Designed for the Detroit Design Festival last year, the garden needed a new home when North End's building was sold — and Scripps Park, with its fledgling sensory garden, was just the place.

Americorps workers and community volunteers spent two days dismantling the North End garden and several more reconstructing it in the park. Again, blind patrons of the Douglass Library pitched in.

"I'd love to plant something and say I grew this," says volunteer Ava Johnson, 52, of Highland Park, who has been blind for 25 years and attends a book club at the Douglass Library.

Including the homeless

In the past, people used the park as a pass-through to the churches or as a place to wait for the bus. Both Arellano and Howells say the goal is to get more people using the park to create more demand for capital improvements.

More eyes on the park should improve public safety there and call attention to this lovely but neglected urban oasis.

"For the park to really come back and be something, you really need everybody," says Arellano.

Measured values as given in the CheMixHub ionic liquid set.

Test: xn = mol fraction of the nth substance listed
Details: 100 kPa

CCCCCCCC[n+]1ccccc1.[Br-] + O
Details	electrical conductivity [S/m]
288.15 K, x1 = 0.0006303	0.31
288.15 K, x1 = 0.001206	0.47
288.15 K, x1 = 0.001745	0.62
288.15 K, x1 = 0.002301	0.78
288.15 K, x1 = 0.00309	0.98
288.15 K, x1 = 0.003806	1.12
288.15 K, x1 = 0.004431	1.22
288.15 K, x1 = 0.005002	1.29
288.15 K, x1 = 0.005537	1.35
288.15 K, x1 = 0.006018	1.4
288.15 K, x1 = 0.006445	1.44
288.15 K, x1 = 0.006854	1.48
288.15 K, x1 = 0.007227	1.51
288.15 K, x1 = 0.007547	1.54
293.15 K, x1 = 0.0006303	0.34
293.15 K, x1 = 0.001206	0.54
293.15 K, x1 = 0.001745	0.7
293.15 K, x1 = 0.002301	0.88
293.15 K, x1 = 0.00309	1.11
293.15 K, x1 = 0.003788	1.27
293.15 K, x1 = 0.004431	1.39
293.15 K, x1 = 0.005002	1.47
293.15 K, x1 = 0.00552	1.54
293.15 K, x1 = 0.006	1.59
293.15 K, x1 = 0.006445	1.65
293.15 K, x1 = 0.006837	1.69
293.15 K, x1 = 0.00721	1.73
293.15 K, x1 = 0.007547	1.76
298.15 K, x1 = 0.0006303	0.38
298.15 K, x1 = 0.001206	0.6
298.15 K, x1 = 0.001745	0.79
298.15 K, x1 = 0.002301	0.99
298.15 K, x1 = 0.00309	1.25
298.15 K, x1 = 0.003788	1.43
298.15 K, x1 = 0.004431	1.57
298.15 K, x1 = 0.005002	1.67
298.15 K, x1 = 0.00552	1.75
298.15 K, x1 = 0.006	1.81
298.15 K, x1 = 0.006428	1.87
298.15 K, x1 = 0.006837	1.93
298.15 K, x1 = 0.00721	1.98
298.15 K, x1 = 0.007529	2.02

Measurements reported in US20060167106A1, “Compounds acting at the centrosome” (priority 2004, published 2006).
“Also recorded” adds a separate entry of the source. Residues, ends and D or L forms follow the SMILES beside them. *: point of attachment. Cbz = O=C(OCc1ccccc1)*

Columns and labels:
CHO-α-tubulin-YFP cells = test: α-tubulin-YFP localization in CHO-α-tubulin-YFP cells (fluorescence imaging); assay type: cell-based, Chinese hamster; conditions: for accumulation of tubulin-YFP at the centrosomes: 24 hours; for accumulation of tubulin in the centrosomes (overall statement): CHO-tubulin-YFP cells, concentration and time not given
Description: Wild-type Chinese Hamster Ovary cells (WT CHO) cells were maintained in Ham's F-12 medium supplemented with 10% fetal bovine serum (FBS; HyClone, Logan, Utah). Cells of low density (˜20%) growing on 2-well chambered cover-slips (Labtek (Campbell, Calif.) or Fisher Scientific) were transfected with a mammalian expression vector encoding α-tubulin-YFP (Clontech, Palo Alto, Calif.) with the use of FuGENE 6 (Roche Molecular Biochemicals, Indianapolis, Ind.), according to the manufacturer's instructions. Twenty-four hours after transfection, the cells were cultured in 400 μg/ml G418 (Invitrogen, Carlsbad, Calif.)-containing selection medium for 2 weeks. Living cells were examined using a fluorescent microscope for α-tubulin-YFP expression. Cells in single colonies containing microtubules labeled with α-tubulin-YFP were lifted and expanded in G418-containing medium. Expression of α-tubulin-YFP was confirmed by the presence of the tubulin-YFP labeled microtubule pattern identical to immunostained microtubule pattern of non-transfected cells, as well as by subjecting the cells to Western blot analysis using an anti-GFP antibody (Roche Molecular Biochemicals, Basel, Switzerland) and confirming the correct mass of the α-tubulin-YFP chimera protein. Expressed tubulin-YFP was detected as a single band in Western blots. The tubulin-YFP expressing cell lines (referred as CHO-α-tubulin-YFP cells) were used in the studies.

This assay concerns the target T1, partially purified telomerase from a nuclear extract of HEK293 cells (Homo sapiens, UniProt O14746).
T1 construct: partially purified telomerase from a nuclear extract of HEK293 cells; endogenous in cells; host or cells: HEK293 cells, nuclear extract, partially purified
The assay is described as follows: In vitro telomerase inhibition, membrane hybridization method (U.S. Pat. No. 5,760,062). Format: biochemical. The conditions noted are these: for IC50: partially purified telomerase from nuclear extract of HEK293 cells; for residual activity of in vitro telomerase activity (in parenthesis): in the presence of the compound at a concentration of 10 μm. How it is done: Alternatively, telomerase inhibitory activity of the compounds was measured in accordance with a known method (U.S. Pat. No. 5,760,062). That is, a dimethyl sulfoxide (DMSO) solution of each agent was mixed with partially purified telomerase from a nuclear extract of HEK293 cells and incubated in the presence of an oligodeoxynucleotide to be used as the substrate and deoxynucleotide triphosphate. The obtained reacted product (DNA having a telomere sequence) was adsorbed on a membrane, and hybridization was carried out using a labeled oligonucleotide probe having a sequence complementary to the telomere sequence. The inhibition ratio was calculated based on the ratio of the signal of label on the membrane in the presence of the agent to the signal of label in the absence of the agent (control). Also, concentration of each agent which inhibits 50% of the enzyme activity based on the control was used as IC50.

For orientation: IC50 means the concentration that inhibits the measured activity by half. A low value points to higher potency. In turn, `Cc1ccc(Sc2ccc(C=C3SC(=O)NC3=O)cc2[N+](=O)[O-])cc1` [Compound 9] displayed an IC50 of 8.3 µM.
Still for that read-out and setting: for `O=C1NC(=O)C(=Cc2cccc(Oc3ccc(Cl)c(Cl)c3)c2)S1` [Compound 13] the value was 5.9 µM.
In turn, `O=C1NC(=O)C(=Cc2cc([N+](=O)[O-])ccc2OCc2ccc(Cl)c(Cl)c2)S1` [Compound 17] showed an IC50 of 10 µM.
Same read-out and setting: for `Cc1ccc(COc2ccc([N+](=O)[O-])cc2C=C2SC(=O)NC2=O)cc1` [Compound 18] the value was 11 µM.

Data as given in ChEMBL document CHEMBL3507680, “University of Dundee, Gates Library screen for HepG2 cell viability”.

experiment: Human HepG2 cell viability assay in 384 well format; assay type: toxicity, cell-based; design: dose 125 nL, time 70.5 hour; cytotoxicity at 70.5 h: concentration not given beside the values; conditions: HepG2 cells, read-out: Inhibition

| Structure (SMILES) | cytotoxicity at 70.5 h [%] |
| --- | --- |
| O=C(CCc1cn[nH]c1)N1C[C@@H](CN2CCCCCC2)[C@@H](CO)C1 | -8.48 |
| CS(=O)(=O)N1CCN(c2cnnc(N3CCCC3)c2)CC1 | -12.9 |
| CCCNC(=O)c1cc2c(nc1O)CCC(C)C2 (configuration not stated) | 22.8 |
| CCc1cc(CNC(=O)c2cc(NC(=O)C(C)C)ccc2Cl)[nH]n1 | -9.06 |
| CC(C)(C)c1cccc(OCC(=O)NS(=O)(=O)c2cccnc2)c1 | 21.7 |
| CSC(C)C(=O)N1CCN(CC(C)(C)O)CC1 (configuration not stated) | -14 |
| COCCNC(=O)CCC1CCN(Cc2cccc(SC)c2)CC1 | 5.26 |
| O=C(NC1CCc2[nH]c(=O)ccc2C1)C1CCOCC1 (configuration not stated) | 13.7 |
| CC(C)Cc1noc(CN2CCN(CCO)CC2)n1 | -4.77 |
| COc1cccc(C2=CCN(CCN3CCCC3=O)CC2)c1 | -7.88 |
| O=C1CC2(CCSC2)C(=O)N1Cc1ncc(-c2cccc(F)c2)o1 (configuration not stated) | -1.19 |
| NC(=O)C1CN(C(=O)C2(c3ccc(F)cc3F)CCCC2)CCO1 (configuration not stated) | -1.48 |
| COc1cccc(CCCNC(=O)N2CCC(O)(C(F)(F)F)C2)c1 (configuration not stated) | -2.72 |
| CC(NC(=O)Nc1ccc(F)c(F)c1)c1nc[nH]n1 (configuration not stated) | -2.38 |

To that end, first Forward Arts and now Americorps' Howells make a point of talking to the homeless guys sitting on the picnic tables and asking if they'd like to pitch in and help.

And some jump at the chance.

Herman Wilson, 52, who is homeless, says he's inspired by the new people coming to work on the park.

"When they give back to the community they ask us to participate. They are relentless," he says, but not in a bad way. "They will follow you and make you participate. They'll talk to you and give you confidence that you are part of this. I appreciate that."

To keep up with developments in Scripps Park, go to www.scrippspark.org or http://www.forwardartsdetroit.org/Programs. The next volunteer work day is scheduled for Sunday, July 8th, 9a.m.-1p.m. To donate or volunteer email Stephanie Howells at stephanieamus@gmail.com.

Marcia and Mike Biernat fill a raised bed for the sensory garden volunteers moved to Scripps Park from North End Studios. Marcia was one of the designers of the original North End garden. / Donna Terek / The Deroit News
Although named for James Scripps, the park is on the site where the Booth ... (Virtual Motor City / Wayne State University)